· Table of Contents
· Methods & Instrumentation
Automated Ultrasonic Rotoscan Weld Inspection - 'AGL - Roma to Brisbane Stage & Gas Looping Pipeline Constructed by Clough/LucasNeile Findlay (Managing Director) Steeltest Australia
Jan Van Der Ent (Project Manager) RTD, Holland.
In June 2000, the AGL - Roma to Brisbane Stage 4 Gas Pipeline Looping (54kmX 16"/400mm) was the first Australian Pipeline project to be fully inspected via Automated Ultrasonic Weld Inspection, utilizing the RTD Rotoscan system, in lieu of X-Radiography. Steeltest Australia in conjunction with RTD of Holland were awarded the NDT Contract by Clough/Lucas to perform Auto UT on all 4 loops constructed.
|Wallumbilla -KP00 to KP12||16" /400mm Æ X 6.6mm WT|
|Bowenville - KP00 to KP08||16" /400mm Æ X 6.6mm WT|
|Toowoomba - KP00 to KP16||16" /400mm Æ X 7.9 & 9.5mm WT|
|Ipswich - KP00 to KP11||16" /400mm Æ X 8.8mm WT|
Welding & Construction of the line was carried out by " East Coast Welding" with Steeltest Australia & RTD performing all aspects of NDT.
This paper describes the use of the RTD Rotoscan Automated Ultrasonic Inspection System used to inspect the pipeline Girth Welds during the construction of the above mentioned pipeline.
RTD, being the pioneers in the field of Automated Ultrasonic Inspection, provides a field proven mechanised ultrasonic inspection system, the Rotoscan. The system was developed for the inspection of girth welds during construction of long-distance pipelines, both On/Offshore. High inspection speed and instantaneous recording of results characterise Rotoscan. Unlike radiography, it provides immediate weld quality feedback, which can be detrimental to the pipeline construction.
The inclusion of a mapping feature enables the system to visualise the presence of the geometrical welding features such as the position of the weld cap and root penetration, which minimises the possibility of the system generating false calls. Furthermore this feature enables the system to comply with most existing Ultrasonic Codes and acceptance criteria's, because of its capability to detect and quantify volumetric defects.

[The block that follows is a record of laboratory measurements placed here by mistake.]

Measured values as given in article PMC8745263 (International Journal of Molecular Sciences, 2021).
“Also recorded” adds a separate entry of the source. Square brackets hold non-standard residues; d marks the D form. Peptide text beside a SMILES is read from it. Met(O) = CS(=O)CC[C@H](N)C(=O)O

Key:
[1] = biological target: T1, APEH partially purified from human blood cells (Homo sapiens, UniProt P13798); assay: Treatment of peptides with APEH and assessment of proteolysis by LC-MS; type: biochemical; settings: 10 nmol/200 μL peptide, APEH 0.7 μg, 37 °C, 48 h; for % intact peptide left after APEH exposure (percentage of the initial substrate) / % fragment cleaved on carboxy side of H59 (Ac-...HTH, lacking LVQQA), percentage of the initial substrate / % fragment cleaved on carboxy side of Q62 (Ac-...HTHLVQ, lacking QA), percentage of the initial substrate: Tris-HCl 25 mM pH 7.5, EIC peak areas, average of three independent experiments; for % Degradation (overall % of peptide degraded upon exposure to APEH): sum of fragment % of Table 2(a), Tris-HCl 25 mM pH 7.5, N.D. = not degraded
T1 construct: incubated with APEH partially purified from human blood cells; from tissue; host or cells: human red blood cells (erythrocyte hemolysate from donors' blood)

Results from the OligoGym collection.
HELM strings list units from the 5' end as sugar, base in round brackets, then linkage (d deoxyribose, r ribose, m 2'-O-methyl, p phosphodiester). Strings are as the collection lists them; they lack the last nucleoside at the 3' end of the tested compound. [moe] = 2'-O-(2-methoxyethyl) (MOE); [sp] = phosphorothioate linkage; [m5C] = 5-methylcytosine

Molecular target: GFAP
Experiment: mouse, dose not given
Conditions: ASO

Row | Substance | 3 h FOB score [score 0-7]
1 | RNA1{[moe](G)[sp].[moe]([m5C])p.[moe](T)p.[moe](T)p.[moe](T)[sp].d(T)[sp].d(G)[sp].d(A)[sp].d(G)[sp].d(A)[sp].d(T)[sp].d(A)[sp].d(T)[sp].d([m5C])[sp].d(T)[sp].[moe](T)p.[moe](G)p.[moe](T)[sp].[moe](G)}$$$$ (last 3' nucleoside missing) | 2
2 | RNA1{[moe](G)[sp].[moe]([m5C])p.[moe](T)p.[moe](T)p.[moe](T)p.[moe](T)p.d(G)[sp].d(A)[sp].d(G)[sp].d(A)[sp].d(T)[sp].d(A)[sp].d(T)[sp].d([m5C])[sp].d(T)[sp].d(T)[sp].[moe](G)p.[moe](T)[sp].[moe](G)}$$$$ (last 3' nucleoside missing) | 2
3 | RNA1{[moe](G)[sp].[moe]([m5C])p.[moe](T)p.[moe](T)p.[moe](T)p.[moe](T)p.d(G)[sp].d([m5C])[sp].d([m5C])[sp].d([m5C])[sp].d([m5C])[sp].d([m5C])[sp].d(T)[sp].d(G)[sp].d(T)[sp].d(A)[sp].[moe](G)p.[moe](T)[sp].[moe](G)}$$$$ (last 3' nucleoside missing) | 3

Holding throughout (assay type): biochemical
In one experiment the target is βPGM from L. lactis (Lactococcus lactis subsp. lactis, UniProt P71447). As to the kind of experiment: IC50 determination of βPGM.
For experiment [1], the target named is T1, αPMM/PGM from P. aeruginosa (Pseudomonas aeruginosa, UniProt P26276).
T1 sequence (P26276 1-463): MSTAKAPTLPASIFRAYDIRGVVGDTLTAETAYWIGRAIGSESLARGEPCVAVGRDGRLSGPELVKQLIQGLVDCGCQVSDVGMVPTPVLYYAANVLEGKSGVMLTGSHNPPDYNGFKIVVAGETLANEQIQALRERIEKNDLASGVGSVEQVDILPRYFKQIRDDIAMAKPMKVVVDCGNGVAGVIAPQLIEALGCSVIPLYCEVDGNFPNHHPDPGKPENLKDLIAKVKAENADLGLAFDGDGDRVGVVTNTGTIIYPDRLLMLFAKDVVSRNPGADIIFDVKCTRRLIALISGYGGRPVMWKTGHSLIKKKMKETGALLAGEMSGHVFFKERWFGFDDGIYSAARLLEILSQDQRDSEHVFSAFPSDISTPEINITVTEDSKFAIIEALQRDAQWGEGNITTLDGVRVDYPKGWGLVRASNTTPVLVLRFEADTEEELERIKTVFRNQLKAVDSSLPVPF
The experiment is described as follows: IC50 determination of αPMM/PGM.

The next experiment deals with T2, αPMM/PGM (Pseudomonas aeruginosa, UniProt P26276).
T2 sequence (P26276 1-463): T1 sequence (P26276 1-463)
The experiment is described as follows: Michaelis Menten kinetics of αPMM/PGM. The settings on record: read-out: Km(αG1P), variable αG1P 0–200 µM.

Moreover, the integrated simultaneous TOFD feature within the Rotoscan system provides additional information to assist in the evaluation of indications. In addition this technique offers the ability to determine and assess the through-thickness dimension of indications. The present Rotoscan is capable of achieving a low False Call Rate (FCR) coupled with flaw sizing capabilities, a user-friendly presentation and storage of results.
The above technical improvements in flaw sizing and recording have allowed the practical application of rejection/acceptance criteria of weld defects that are based upon fracture mechanics (Engineering Critical Assessment) as well as workmanship standards. The development and actual use of such modern acceptance criteria supported the introduction of Rotoscan. Worldwide commercial application has proved that, contrary to the expectations of many people, ultrasonic inspection does not lead to higher weld repair rates than radiography does. Since its commercial introduction in early 1989, over 8,000km of pipeline (some 640,000; welds) have been inspected by RTD. The Rotoscan system has been qualified in numerous countries by a variety of customers and regulators for different welding processes, pipe diameters and wall thicknesses.
The system's many beneficial features include:
Full weld inspection coverage is achieved by placing an ultrasonic probe array on both sides of the weld, each probe within the array examines a depth zone within the weld. This eliminates the need to move the probes to and from the weld, as in the conventional practice in time consuming manual ultrasonic inspection. The ultrasonic information is transferred to a computer for data presentation and analysis.
|Fig 1: shows a cross section of a typical mechanised weld divided into a number of weld passes.|
|Fig 2: shows a plan view of the probe arrangement with focused or natural focussed beams.|